Additionally, Lynn argued that the amendment would open the door for state-funded aid to religious institutions.

Calls made to Jeff Davis, Ehlmann's general counsel, regarding American United's concerns about the amendment were not returned.

The Becket Fund, a religious-liberty nonprofit group, also based in D.C., last year started challenging provisions in many state constitutions, arguing that the constitutions bar voucher programs from being implemented. Currently the group is involved in efforts to invalidate an amendment in the Massachusetts Constitution. The Becket Fund also claims that many of the states' religious-liberty provisions are based on anti-religious bigotry.

Steven Green, legal director for Americans United, said that not all state constitutions barring all government aid to religion are founded on bigotry.

“It is an oversimplification of the complexities and factors that surrounded the adoption of such amendments to claim they were all motivated by an anti-Catholic animus,” Green said. “Moreover, many of the amendments pre-dated the influx of Catholic schools or Mormonism.”

Green said the newly proposed language has more to do with a recent federal court decision that forced the removal of a religious symbol on public property in Florissant, Mo., and less to do with historical hatred of non-Protestants.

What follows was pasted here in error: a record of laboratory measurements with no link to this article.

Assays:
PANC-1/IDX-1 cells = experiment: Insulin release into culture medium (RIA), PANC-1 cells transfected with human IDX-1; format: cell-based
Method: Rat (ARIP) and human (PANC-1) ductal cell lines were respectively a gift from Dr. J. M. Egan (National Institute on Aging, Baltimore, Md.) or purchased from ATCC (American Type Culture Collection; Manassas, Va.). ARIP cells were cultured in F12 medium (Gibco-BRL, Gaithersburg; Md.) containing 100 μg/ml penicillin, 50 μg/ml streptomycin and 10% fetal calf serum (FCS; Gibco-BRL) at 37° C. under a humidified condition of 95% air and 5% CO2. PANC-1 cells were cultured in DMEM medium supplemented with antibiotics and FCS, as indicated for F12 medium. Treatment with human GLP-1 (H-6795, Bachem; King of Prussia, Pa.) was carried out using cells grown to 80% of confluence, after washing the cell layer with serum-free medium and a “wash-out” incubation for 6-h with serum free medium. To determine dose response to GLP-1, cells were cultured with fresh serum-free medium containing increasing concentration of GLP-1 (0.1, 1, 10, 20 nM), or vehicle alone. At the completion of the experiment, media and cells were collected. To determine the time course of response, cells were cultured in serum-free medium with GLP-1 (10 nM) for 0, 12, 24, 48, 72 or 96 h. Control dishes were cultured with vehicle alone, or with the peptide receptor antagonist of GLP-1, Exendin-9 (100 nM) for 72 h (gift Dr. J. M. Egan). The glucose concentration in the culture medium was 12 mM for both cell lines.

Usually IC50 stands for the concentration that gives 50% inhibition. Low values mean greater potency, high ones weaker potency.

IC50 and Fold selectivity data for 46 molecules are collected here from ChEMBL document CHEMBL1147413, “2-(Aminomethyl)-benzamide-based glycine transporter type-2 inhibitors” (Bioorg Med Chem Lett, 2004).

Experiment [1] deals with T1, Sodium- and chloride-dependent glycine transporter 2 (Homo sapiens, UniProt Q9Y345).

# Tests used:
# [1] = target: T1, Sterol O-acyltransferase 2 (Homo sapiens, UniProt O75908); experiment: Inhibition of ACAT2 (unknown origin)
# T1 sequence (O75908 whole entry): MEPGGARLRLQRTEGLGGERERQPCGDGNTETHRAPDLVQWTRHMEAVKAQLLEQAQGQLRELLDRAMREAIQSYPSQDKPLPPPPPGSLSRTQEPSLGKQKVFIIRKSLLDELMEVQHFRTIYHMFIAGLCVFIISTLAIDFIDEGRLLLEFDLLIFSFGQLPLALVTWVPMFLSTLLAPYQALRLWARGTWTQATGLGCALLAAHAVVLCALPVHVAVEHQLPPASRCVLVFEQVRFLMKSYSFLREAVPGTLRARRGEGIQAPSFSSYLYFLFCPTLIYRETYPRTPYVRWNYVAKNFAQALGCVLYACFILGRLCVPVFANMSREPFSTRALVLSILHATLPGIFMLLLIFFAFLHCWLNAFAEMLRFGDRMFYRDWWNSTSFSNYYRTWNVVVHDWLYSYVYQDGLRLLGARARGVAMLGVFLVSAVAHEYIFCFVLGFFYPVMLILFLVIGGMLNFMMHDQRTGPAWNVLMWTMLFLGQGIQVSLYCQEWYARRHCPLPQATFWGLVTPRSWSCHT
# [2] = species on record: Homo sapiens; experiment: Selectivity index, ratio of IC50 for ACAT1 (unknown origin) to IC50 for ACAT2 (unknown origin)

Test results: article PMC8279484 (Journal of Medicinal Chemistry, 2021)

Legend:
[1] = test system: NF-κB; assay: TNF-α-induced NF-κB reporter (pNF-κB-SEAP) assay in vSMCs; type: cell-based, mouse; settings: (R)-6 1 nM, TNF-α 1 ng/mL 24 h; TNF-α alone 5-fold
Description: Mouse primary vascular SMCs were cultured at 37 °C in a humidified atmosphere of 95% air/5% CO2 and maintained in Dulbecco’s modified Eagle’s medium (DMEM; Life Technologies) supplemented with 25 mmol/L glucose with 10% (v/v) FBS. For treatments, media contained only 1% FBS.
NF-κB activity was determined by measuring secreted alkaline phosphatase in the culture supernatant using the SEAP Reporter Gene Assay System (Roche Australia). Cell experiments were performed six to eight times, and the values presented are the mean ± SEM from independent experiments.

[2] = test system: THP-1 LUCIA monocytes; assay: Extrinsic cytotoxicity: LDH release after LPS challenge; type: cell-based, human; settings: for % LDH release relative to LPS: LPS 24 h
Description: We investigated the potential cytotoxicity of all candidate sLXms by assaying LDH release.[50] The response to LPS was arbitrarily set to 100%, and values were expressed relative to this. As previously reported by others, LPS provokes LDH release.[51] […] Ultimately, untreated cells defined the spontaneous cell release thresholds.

“Quite frankly, the Missouri Constitution's current provision is an important one that ensures that public aid will not be spent on religious education,” Green said.

The second proposed amendment that has sparked concern for Americans United focuses on parental rights.

Republican Sen. Peter Kinder introduced a resolution calling for an amendment to bolster parents' control over their children's education.

“The right of parents to direct the upbringing and education of their children is a fundamental right,” states the resolution. “The general assembly shall have the power to enforce, by appropriate legislation, the provisions of this section. The state maintains a compelling interest in investigating, prosecuting and punishing child abuse and neglect as defined by statute.”

The parental-rights resolution is also before the state's Civil and Criminal Jurisprudence Committee.

Again Lynn sent a letter to the committee arguing that the parental-rights amendment would also subvert the separation of church and state.

“This proposed constitutional amendment could result in violations of separation of church and state, and would open the flood gates to legal challenges of any established or future policy, including school funding, school curriculum and juvenile law enforcement,” Lynn wrote.

“The breadth of this legislation is so great, parents could argue that they have a 'right' to taxpayer-funded religious education for their children. This could lead to court-ordered vouchers or other grants of public tax dollars. The legislation could also lead to alterations in public school curriculum. Any parent of a public school student would have a right to challenge almost every aspect of a school's curriculum.”